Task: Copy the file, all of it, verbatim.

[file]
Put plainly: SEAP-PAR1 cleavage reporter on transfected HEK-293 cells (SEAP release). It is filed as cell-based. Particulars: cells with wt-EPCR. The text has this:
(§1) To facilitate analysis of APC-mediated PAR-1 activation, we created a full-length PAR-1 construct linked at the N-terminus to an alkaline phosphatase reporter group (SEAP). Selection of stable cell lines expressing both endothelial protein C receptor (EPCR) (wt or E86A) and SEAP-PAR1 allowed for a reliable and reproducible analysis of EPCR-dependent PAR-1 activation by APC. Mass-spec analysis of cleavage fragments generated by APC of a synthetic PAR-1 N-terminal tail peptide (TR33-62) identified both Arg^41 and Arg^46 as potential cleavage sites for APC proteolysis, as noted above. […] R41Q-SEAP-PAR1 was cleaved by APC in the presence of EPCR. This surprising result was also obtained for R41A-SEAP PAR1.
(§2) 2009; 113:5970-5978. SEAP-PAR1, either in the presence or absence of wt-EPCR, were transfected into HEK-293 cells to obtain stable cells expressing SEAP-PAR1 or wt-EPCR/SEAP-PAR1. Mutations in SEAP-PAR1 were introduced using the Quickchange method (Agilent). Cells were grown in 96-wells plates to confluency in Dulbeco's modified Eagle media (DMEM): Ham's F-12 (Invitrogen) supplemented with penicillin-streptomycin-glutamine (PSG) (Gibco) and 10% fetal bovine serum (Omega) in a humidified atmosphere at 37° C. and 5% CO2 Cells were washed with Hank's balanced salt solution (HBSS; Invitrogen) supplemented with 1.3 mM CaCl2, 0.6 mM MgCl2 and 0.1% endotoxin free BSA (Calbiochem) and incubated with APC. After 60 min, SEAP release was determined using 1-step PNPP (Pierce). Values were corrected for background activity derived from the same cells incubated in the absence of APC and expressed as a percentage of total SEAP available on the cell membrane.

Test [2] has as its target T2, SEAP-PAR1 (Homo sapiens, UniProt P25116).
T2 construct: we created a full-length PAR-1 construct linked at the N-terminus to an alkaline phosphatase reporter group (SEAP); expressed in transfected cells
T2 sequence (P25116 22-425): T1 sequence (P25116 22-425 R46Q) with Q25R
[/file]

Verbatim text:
Put plainly: SEAP-PAR1 cleavage reporter on transfected HEK-293 cells (SEAP release). It is filed as cell-based. Particulars: cells with wt-EPCR. The text has this:
(§1) To facilitate analysis of APC-mediated PAR-1 activation, we created a full-length PAR-1 construct linked at the N-terminus to an alkaline phosphatase reporter group (SEAP). Selection of stable cell lines expressing both endothelial protein C receptor (EPCR) (wt or E86A) and SEAP-PAR1 allowed for a reliable and reproducible analysis of EPCR-dependent PAR-1 activation by APC. Mass-spec analysis of cleavage fragments generated by APC of a synthetic PAR-1 N-terminal tail peptide (TR33-62) identified both Arg^41 and Arg^46 as potential cleavage sites for APC proteolysis, as noted above. […] R41Q-SEAP-PAR1 was cleaved by APC in the presence of EPCR. This surprising result was also obtained for R41A-SEAP PAR1.
(§2) 2009; 113:5970-5978. SEAP-PAR1, either in the presence or absence of wt-EPCR, were transfected into HEK-293 cells to obtain stable cells expressing SEAP-PAR1 or wt-EPCR/SEAP-PAR1. Mutations in SEAP-PAR1 were introduced using the Quickchange method (Agilent). Cells were grown in 96-wells plates to confluency in Dulbeco's modified Eagle media (DMEM): Ham's F-12 (Invitrogen) supplemented with penicillin-streptomycin-glutamine (PSG) (Gibco) and 10% fetal bovine serum (Omega) in a humidified atmosphere at 37° C. and 5% CO2 Cells were washed with Hank's balanced salt solution (HBSS; Invitrogen) supplemented with 1.3 mM CaCl2, 0.6 mM MgCl2 and 0.1% endotoxin free BSA (Calbiochem) and incubated with APC. After 60 min, SEAP release was determined using 1-step PNPP (Pierce). Values were corrected for background activity derived from the same cells incubated in the absence of APC and expressed as a percentage of total SEAP available on the cell membrane.

Test [2] has as its target T2, SEAP-PAR1 (Homo sapiens, UniProt P25116).
T2 construct: we created a full-length PAR-1 construct linked at the N-terminus to an alkaline phosphatase reporter group (SEAP); expressed in transfected cells
T2 sequence (P25116 22-425): T1 sequence (P25116 22-425 R46Q) with Q25R